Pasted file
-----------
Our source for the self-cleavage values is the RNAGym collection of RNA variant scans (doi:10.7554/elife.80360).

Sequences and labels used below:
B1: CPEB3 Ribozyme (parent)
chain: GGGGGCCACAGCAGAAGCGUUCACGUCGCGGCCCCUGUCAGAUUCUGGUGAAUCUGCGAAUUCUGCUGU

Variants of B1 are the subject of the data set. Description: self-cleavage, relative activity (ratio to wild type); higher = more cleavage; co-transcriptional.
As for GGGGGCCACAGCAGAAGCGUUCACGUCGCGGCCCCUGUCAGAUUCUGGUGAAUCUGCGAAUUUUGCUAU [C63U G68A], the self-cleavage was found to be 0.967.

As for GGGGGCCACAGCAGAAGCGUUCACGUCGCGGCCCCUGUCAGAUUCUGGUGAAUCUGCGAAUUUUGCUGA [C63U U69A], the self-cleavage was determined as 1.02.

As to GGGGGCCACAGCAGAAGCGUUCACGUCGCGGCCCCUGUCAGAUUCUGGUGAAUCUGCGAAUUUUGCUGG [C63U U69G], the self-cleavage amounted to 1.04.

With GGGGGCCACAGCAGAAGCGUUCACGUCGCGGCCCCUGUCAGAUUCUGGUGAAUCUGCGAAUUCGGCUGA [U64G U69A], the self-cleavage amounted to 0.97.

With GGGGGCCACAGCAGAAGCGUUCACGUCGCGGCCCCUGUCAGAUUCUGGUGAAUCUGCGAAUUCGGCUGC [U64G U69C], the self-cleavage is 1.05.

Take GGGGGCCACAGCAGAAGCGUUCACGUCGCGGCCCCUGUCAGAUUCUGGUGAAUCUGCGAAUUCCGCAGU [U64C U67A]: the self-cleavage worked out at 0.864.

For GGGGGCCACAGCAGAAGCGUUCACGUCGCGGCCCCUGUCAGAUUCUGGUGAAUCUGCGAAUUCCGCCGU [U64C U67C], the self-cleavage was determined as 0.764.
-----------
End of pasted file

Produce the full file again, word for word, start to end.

Our source for the self-cleavage values is the RNAGym collection of RNA variant scans (doi:10.7554/elife.80360).

Sequences and labels used below:
B1: CPEB3 Ribozyme (parent)
chain: GGGGGCCACAGCAGAAGCGUUCACGUCGCGGCCCCUGUCAGAUUCUGGUGAAUCUGCGAAUUCUGCUGU

Variants of B1 are the subject of the data set. Description: self-cleavage, relative activity (ratio to wild type); higher = more cleavage; co-transcriptional.
As for GGGGGCCACAGCAGAAGCGUUCACGUCGCGGCCCCUGUCAGAUUCUGGUGAAUCUGCGAAUUUUGCUAU [C63U G68A], the self-cleavage was found to be 0.967.

As for GGGGGCCACAGCAGAAGCGUUCACGUCGCGGCCCCUGUCAGAUUCUGGUGAAUCUGCGAAUUUUGCUGA [C63U U69A], the self-cleavage was determined as 1.02.

As to GGGGGCCACAGCAGAAGCGUUCACGUCGCGGCCCCUGUCAGAUUCUGGUGAAUCUGCGAAUUUUGCUGG [C63U U69G], the self-cleavage amounted to 1.04.

With GGGGGCCACAGCAGAAGCGUUCACGUCGCGGCCCCUGUCAGAUUCUGGUGAAUCUGCGAAUUCGGCUGA [U64G U69A], the self-cleavage amounted to 0.97.

With GGGGGCCACAGCAGAAGCGUUCACGUCGCGGCCCCUGUCAGAUUCUGGUGAAUCUGCGAAUUCGGCUGC [U64G U69C], the self-cleavage is 1.05.

Take GGGGGCCACAGCAGAAGCGUUCACGUCGCGGCCCCUGUCAGAUUCUGGUGAAUCUGCGAAUUCCGCAGU [U64C U67A]: the self-cleavage worked out at 0.864.

For GGGGGCCACAGCAGAAGCGUUCACGUCGCGGCCCCUGUCAGAUUCUGGUGAAUCUGCGAAUUCCGCCGU [U64C U67C], the self-cleavage was determined as 0.764.